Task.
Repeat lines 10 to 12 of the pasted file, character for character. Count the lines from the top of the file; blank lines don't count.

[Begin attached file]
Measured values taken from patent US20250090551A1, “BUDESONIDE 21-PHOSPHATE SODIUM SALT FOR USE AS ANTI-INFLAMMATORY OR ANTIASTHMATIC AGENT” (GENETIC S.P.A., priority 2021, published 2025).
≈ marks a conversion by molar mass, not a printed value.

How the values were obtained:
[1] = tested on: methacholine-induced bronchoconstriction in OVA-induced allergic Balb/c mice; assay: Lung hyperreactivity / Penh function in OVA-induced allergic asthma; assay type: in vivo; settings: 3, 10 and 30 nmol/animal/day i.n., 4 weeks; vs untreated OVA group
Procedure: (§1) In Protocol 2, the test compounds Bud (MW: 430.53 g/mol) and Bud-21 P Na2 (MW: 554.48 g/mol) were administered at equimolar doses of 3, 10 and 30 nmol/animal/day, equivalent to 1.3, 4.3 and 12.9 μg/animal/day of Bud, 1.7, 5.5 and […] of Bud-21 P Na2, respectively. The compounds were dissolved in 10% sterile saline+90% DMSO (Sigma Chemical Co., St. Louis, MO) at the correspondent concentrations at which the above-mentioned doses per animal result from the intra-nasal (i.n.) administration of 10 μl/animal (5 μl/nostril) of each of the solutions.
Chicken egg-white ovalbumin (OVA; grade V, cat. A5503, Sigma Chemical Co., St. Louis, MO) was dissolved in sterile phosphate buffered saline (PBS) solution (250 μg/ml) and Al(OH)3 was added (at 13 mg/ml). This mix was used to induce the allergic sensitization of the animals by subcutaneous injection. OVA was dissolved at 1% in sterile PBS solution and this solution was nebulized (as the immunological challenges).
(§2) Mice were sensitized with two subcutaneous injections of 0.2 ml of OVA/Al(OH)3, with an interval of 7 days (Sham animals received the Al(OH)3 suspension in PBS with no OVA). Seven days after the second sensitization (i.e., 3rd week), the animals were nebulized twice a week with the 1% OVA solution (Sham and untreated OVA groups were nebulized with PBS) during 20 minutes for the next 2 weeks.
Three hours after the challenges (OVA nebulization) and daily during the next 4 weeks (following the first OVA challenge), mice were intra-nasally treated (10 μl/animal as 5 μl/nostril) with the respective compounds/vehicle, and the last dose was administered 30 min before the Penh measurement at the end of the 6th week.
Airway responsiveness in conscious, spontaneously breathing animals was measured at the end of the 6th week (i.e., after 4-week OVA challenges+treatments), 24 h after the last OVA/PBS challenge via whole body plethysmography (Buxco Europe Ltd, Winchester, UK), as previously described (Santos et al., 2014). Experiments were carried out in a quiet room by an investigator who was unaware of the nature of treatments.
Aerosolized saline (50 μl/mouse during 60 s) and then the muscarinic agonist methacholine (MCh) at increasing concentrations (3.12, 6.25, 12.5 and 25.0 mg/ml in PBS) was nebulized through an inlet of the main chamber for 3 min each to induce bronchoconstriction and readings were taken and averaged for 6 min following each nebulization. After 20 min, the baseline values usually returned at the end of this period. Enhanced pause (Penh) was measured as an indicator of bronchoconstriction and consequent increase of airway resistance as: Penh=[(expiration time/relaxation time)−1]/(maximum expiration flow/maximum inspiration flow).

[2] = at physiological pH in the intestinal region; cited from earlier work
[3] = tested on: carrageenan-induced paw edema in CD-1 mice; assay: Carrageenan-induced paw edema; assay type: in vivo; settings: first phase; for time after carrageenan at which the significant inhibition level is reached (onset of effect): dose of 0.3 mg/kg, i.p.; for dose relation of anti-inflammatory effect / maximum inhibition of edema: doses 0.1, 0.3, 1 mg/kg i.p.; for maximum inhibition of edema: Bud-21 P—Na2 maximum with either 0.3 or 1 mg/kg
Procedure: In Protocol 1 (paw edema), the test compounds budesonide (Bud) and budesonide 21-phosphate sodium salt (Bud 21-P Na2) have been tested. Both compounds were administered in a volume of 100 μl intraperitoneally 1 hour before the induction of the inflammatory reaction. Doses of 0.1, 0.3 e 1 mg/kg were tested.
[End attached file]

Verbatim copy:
Aerosolized saline (50 μl/mouse during 60 s) and then the muscarinic agonist methacholine (MCh) at increasing concentrations (3.12, 6.25, 12.5 and 25.0 mg/ml in PBS) was nebulized through an inlet of the main chamber for 3 min each to induce bronchoconstriction and readings were taken and averaged for 6 min following each nebulization. After 20 min, the baseline values usually returned at the end of this period. Enhanced pause (Penh) was measured as an indicator of bronchoconstriction and consequent increase of airway resistance as: Penh=[(expiration time/relaxation time)−1]/(maximum expiration flow/maximum inspiration flow).

[2] = at physiological pH in the intestinal region; cited from earlier work
[3] = tested on: carrageenan-induced paw edema in CD-1 mice; assay: Carrageenan-induced paw edema; assay type: in vivo; settings: first phase; for time after carrageenan at which the significant inhibition level is reached (onset of effect): dose of 0.3 mg/kg, i.p.; for dose relation of anti-inflammatory effect / maximum inhibition of edema: doses 0.1, 0.3, 1 mg/kg i.p.; for maximum inhibition of edema: Bud-21 P—Na2 maximum with either 0.3 or 1 mg/kg